Minor updates on Powerwall battery

A few more tidbits on the new batteries from Tesla I discussed here, here, and here. Accumulating the info here in case I go into more detail in the future.

5/1  Bloomberg News – SolarCity Taking Orders for Tesla Batteries Starting at $5,000 – You can place an order now for a Powerwall backup battery. The 10 kWh backup can be purchased for $7,140. Price for just the battery is $3,500, so the inverter and installation will run you $3640. Installation only runs about $1,500 I think, which means the inverter is running around $2,000. Need to add that into all of the previous calculations I made. That further reduces the economic value of batteries, solar, and going off-grid.

5/6 – Bloomberg News – Tesla’s New Battery Doesn’t Work That Well With Solar The two new Tesla batteries have different chemical compositions. The 10 kWh is only designed for 50 charging cycles per year. That makes it unusable for anything other than emergency backup.

SolarCity will not be offering the 7 kWh model, which can be used daily.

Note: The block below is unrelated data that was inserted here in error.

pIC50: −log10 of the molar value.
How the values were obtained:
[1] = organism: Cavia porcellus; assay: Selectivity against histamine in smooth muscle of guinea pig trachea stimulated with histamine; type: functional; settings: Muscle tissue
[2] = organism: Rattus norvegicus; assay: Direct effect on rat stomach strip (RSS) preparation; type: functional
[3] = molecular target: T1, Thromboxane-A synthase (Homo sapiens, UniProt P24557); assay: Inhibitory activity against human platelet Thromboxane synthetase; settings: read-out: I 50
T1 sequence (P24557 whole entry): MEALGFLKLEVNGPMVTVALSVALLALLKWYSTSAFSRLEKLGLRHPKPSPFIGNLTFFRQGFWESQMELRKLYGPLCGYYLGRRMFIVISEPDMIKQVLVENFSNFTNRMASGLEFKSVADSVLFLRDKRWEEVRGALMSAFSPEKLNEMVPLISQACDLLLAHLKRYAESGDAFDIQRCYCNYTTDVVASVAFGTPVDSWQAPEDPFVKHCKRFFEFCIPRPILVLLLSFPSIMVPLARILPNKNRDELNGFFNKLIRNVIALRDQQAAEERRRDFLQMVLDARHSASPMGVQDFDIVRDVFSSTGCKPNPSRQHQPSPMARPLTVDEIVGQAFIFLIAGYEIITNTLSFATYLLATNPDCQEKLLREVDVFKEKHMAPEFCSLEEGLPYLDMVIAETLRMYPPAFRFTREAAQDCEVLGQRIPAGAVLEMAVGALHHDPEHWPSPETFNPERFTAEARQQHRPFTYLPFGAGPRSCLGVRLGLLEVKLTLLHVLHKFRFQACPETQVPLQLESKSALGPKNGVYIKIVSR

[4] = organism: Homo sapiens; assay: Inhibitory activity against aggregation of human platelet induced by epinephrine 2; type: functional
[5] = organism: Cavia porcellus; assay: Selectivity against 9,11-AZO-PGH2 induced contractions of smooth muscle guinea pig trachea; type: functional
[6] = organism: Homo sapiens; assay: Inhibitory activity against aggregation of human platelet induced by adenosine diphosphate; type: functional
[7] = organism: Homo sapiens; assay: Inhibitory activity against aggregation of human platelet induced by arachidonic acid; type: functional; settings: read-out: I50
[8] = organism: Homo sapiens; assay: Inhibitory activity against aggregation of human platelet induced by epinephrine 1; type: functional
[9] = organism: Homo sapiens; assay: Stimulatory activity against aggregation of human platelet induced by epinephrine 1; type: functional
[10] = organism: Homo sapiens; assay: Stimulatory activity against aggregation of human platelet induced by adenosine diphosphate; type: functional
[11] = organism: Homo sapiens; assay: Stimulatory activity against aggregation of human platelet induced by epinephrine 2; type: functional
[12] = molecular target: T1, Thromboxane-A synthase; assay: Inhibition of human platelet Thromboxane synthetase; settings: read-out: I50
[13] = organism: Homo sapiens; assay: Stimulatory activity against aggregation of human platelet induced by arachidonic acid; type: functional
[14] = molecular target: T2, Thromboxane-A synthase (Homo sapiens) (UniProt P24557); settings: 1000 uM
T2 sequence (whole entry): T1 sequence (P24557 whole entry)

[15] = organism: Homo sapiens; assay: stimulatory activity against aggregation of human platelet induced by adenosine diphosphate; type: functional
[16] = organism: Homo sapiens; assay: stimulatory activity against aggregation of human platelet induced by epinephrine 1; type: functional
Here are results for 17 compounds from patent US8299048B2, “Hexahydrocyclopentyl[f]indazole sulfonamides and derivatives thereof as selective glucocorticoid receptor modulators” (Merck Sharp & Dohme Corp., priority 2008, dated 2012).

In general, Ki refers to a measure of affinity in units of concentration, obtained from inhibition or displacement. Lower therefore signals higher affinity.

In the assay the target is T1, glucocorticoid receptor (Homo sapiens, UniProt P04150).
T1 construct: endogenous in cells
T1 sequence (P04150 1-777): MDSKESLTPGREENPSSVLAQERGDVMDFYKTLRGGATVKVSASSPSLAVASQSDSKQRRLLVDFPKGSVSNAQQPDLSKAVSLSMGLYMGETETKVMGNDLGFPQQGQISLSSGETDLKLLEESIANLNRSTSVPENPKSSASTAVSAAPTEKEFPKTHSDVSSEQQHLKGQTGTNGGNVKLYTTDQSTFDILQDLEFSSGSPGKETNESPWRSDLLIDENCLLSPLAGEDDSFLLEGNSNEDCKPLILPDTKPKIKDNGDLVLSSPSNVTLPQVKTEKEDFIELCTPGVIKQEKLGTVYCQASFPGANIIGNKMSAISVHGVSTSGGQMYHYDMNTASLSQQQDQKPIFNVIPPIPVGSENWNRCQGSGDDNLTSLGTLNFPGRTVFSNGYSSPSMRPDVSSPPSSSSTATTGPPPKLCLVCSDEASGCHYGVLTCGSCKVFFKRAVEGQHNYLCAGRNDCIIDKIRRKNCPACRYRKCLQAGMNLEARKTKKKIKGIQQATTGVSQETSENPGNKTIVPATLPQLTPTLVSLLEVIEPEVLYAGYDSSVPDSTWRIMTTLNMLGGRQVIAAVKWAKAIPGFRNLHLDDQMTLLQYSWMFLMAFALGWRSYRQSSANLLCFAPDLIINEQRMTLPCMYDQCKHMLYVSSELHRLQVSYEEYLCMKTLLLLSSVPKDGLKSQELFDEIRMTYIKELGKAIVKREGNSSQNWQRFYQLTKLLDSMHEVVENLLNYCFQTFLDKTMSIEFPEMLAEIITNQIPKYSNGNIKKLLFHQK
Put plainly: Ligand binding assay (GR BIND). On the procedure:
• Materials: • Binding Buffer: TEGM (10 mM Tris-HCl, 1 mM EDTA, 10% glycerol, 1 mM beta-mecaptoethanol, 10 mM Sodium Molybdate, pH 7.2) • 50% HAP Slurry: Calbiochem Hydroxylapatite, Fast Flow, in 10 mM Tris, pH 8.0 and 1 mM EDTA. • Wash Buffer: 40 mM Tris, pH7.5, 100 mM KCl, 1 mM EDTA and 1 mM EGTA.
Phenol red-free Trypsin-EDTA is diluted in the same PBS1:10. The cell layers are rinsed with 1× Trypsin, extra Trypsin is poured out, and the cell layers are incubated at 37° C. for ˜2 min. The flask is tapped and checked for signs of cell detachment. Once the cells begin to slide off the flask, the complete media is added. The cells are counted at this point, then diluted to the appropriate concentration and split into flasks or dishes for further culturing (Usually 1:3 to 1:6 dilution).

Article points out that the mere 2 kW output would be consumed by running one vacuum cleaner, one hairdryer, or one microwave. Pick one. You can’t run two of those at the same time.

It would be enough to run one or two of those small window air conditioning units you see.

Entertainingly, the article points out that to generate 16 kW electricity which you can get from a $3,700 generator from Home Depot, you would have to string 8 Powerwall batteries together. Since SolarCity reportedly offers no discount for multiple units, that would set you back a mere $57,120.

So, $4K or $57K.  Take your pick. Oh, and on day 2 of a massive blackout, you could still be using the generator.

5/8 – Bloomberg News – Tesla’s Battery Grabbed $800 Million in Its First Week – Cost of the occasional use Powerwall battery is $3,500, exclusive of installation, inverter, permits, and other hardware. At 10 kWh, that is $350 per kWh.

The daily use version is $3,000 for just the battery. At 7 kWh, that is $428 per kWh.

The commercial version is Powerpack. It is a 100 kWh battery. It is priced at $250 per kWh, or $25,000 per unit, exclusive of installation and all the hardware.

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